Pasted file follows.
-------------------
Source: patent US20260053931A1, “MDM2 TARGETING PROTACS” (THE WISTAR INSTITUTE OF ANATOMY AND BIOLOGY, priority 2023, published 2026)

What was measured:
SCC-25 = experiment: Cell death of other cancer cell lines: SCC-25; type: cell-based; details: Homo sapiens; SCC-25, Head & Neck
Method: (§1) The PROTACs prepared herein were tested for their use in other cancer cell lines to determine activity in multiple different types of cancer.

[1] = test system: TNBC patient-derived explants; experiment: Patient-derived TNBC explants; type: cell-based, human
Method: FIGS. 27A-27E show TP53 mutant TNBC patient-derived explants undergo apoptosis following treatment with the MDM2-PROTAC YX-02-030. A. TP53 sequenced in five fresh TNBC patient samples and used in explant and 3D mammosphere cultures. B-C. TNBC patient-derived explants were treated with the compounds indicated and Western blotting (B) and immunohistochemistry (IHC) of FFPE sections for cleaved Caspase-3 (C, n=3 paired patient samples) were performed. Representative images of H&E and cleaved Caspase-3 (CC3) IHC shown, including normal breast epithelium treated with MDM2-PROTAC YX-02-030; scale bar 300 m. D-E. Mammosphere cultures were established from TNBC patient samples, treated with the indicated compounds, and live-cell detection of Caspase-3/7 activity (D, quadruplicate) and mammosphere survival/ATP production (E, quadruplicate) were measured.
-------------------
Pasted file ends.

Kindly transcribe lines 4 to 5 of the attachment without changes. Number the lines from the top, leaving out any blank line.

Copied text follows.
Method: (§1) The PROTACs prepared herein were tested for their use in other cancer cell lines to determine activity in multiple different types of cancer.

[1] = test system: TNBC patient-derived explants; experiment: Patient-derived TNBC explants; type: cell-based, human